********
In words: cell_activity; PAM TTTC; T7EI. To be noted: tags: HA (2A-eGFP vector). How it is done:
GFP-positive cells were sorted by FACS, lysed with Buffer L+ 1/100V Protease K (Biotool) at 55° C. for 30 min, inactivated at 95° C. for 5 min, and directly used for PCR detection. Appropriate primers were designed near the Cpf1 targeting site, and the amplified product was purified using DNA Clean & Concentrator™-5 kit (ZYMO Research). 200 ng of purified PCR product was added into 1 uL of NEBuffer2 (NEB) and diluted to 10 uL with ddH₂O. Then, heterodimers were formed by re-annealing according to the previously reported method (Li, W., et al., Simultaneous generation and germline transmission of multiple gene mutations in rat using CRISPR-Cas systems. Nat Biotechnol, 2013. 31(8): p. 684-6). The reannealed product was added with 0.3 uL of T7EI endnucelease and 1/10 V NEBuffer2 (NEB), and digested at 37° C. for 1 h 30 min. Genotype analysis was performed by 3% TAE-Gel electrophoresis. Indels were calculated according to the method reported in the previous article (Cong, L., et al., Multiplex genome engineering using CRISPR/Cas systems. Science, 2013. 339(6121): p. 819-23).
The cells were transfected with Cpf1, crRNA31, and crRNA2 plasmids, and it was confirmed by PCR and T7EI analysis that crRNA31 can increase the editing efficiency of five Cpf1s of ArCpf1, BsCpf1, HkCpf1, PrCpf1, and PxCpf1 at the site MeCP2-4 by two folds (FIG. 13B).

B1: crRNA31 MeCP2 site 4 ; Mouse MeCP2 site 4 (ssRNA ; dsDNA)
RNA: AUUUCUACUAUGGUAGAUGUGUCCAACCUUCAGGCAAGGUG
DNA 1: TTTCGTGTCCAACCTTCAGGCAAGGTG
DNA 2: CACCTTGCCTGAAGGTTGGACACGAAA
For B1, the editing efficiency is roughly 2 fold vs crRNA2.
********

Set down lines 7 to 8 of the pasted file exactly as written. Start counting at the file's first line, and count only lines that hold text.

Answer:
DNA 2: CACCTTGCCTGAAGGTTGGACACGAAA
For B1, the editing efficiency is roughly 2 fold vs crRNA2.